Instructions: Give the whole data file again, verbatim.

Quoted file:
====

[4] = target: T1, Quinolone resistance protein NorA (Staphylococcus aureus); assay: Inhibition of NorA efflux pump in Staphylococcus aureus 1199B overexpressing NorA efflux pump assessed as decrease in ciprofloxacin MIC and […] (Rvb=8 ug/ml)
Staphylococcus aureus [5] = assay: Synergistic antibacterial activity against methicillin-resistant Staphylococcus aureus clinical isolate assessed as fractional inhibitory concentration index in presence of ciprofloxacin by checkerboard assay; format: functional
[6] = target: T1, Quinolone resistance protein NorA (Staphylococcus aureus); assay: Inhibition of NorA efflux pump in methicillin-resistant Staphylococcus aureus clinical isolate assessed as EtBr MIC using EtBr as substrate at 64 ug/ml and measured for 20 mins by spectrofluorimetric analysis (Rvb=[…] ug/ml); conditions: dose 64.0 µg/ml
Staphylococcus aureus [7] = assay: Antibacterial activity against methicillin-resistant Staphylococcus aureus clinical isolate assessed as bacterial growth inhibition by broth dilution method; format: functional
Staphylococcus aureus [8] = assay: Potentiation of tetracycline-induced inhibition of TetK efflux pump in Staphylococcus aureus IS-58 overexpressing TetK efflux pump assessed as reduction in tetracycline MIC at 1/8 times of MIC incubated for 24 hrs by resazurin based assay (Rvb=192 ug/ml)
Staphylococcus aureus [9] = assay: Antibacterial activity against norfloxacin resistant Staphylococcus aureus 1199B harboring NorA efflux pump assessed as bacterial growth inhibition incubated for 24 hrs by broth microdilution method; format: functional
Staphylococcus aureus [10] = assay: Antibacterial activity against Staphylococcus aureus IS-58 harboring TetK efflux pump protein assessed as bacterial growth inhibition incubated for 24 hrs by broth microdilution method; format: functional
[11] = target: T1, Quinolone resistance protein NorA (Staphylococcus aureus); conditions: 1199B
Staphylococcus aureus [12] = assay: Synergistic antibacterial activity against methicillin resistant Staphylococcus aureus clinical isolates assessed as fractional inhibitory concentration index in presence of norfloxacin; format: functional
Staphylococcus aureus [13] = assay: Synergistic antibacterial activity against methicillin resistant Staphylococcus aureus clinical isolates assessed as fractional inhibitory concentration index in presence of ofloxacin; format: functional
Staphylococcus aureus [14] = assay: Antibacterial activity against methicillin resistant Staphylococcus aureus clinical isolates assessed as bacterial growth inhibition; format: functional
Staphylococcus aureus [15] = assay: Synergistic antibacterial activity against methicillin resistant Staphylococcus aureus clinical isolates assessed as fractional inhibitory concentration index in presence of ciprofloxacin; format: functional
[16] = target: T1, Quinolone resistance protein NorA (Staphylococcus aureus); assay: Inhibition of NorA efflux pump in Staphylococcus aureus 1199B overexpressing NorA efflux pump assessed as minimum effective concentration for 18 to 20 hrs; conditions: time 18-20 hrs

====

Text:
[4] = target: T1, Quinolone resistance protein NorA (Staphylococcus aureus); assay: Inhibition of NorA efflux pump in Staphylococcus aureus 1199B overexpressing NorA efflux pump assessed as decrease in ciprofloxacin MIC and […] (Rvb=8 ug/ml)
Staphylococcus aureus [5] = assay: Synergistic antibacterial activity against methicillin-resistant Staphylococcus aureus clinical isolate assessed as fractional inhibitory concentration index in presence of ciprofloxacin by checkerboard assay; format: functional
[6] = target: T1, Quinolone resistance protein NorA (Staphylococcus aureus); assay: Inhibition of NorA efflux pump in methicillin-resistant Staphylococcus aureus clinical isolate assessed as EtBr MIC using EtBr as substrate at 64 ug/ml and measured for 20 mins by spectrofluorimetric analysis (Rvb=[…] ug/ml); conditions: dose 64.0 µg/ml
Staphylococcus aureus [7] = assay: Antibacterial activity against methicillin-resistant Staphylococcus aureus clinical isolate assessed as bacterial growth inhibition by broth dilution method; format: functional
Staphylococcus aureus [8] = assay: Potentiation of tetracycline-induced inhibition of TetK efflux pump in Staphylococcus aureus IS-58 overexpressing TetK efflux pump assessed as reduction in tetracycline MIC at 1/8 times of MIC incubated for 24 hrs by resazurin based assay (Rvb=192 ug/ml)
Staphylococcus aureus [9] = assay: Antibacterial activity against norfloxacin resistant Staphylococcus aureus 1199B harboring NorA efflux pump assessed as bacterial growth inhibition incubated for 24 hrs by broth microdilution method; format: functional
Staphylococcus aureus [10] = assay: Antibacterial activity against Staphylococcus aureus IS-58 harboring TetK efflux pump protein assessed as bacterial growth inhibition incubated for 24 hrs by broth microdilution method; format: functional
[11] = target: T1, Quinolone resistance protein NorA (Staphylococcus aureus); conditions: 1199B
Staphylococcus aureus [12] = assay: Synergistic antibacterial activity against methicillin resistant Staphylococcus aureus clinical isolates assessed as fractional inhibitory concentration index in presence of norfloxacin; format: functional
Staphylococcus aureus [13] = assay: Synergistic antibacterial activity against methicillin resistant Staphylococcus aureus clinical isolates assessed as fractional inhibitory concentration index in presence of ofloxacin; format: functional
Staphylococcus aureus [14] = assay: Antibacterial activity against methicillin resistant Staphylococcus aureus clinical isolates assessed as bacterial growth inhibition; format: functional
Staphylococcus aureus [15] = assay: Synergistic antibacterial activity against methicillin resistant Staphylococcus aureus clinical isolates assessed as fractional inhibitory concentration index in presence of ciprofloxacin; format: functional
[16] = target: T1, Quinolone resistance protein NorA (Staphylococcus aureus); assay: Inhibition of NorA efflux pump in Staphylococcus aureus 1199B overexpressing NorA efflux pump assessed as minimum effective concentration for 18 to 20 hrs; conditions: time 18-20 hrs